A comment below the question How will they mitigate the effect microgravity in the BFR on manned trip to mars? suggests that the trip might be as short as 3 months, which is significantly shorter than the typical 5-6 months spent on the ISS. So far, it seems that it is likely to be a similar microgravity environment with no Coriolis-laden rotation for artificial gravity.

There will be more radiation since Earth's magnetic field will be far behind, and that's been well discussed on this site and a bit by Elon Musk; for energetic solar events there will likely be shielded areas where the occupants can retreat for the duration.

So it sounds like while there may be "nicer" accommodations (e.g. "cabins", perhaps even with reasonable facsimiles of doors instead of what they have now (see GIF and GIF) will the physical environment "feel" in any way significantly different on an interplanetary mission than an orbital one?

I can't think of anything beyond the availability of specific creature comforts that might be installed, are there any that would be the direct result of differences between an Earth-orbit experience and an interplanetary experience?

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    $\begingroup$ I mean obviously the role of a BFS Mars trip is different than the ISS, one is for science, the other is to get somewhere. If there's around 60 people on board, they're gonna get pretty bored eventually. I'd wager the people will spend their time studying Mars know-how, working out, consuming entertainment, and doing teambuilding activities / socializing. I'd also imagine that your average BFR passenger would be under drastically lower stress, have lots of free time, and get plenty of rest compared to the rigorous sleep-work cycle on the ISS. $\endgroup$
    – Dragongeek
    Commented Mar 1, 2018 at 11:53
  • $\begingroup$ @Dragongeek I can imagine those things, but I"m asking about things related to the period of time being spent specifically in interplanetary travel rather than spent in orbit around the Earth. As an aside, there's no way to be sure at the moment that the trip in a tin can with 59 other people might not end up being far more stressful, rather than drastically less, but that would be a different question. $\endgroup$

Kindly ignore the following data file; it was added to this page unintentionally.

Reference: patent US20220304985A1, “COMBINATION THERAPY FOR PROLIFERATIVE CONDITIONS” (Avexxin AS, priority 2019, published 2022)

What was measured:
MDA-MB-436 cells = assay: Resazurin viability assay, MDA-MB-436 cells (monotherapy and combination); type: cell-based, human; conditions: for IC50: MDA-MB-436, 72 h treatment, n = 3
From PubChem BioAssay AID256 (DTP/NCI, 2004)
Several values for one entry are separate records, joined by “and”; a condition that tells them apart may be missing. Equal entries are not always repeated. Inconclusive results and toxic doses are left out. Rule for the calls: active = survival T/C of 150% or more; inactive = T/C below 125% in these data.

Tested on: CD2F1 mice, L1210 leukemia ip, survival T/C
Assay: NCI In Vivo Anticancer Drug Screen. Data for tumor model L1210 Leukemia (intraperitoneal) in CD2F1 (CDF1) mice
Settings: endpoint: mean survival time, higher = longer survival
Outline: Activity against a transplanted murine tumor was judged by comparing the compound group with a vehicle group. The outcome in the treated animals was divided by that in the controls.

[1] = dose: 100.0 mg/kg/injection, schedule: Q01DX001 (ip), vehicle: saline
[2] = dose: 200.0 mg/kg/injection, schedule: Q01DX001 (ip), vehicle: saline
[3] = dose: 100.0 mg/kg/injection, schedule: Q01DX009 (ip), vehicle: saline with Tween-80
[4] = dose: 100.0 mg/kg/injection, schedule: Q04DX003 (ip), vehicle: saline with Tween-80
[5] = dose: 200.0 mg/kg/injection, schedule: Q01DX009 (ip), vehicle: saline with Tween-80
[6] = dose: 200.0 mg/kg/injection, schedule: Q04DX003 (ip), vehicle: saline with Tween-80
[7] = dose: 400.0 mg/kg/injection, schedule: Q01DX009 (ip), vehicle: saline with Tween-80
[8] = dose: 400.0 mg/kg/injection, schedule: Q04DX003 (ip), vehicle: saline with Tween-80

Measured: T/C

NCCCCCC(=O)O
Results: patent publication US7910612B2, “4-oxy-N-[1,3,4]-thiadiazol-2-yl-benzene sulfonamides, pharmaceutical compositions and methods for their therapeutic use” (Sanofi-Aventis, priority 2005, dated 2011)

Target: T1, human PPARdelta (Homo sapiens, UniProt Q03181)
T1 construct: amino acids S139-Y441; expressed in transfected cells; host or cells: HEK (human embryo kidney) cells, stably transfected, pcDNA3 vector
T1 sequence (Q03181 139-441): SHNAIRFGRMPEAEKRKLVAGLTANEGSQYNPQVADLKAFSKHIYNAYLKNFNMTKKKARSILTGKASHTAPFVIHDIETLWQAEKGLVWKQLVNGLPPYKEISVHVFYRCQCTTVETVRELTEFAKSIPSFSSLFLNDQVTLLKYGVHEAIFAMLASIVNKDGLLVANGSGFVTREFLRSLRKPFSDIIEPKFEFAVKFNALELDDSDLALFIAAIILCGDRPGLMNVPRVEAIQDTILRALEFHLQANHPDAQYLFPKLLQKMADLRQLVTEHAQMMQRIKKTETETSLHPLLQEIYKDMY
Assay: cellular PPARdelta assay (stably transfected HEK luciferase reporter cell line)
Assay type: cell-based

– uhoh
    Commented Mar 1, 2018 at 12:09
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    $\begingroup$ @uhoh On the psychological side, very good analogs can be drawn with Amundsen Scott base, particularly the "winter over" crew of about 45 which stay there for half a year with zero supplies in or out (no planes or anything). The only difference from that to a Mars journey is the South Pole people have more space, slower-but lower latency-internet, and gravity. $\endgroup$
    – Dragongeek
    Commented Mar 1, 2018 at 14:20
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    $\begingroup$ I've been doing a lot of thinking and some research on this subject for a future novel project, however I don't have a factual answer as nobody really knows. Even at the south pole in the dead of winter they can drop supplies and they even picked up a cancer patient once. $\endgroup$
    – GdD
    Commented Mar 2, 2018 at 8:44
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    $\begingroup$ That's it exactly @uhoh. $\endgroup$
    – GdD
    Commented Mar 2, 2018 at 11:30

2 Answers 2


One key difference in health impact is that an astronaut who needs surgery on a trip to Mars will need to be treated by their crewmates, in microgravity, using whatever equipment is on board, and with many months until they return to Earth. This is in contrast with on the ISS, where medical emergencies can be evacuated to the ground in hours to days. (This option has so far never been needed, but having it available does reduce the amount of preparation and equipment needed.)

Depending on how successful the as-yet-untried art of appendectomies in freefall turns out to be, the difference in health impact may be large.

  • $\begingroup$ Scientists over-wintering on the smaller antarctic bases have their appendices and wisdom teeth removed before they go. I am sure the same would be appropriate for a Mars trip. $\endgroup$ Commented Sep 25, 2018 at 17:01
  • $\begingroup$ So basically we need a doctor in the... well, not house, but interplanetary vessel? $\endgroup$ Commented Sep 26, 2018 at 2:39

Update: Just a few days ago MIT held a workshop on this topic. From Psychology Today's Stressed? Just Imagine Going to Mars; Workshop to explore loss of privacy, use of digital technologies in space.

The first astronauts needed the Right Stuff as they launched into Earth orbit. A new generation of astronauts will need much more as they travel to the Red Planet, facing unprecedented stresses on their much longer missions. This week researchers will gather in Cambridge, Massachusetts to develop concrete ways to design spacecraft to be hospitable environments. “Future space missions take crew members further and longer from the comforts of Earth in space flight vehicles that are relatively smaller compared to the International Space Station. These isolation and confinement hazards create behavioral health and performance risks to the crew that we want to address in a meaningful way with habitable vehicle design,” said Dorit Donoviel, director of the Translational Research Institute for Space Health (TRISH), which is sponsoring the meeting Spaces in Space: Optimizing Behavioral Health and Cognitive Performance in Confined Environments. The workshop, called Space2 for short, will take place February 6-7, 2019 at the MIT Media Lab, which is also sponsoring the event. Sessions will be freely available by livestream for anyone who registers.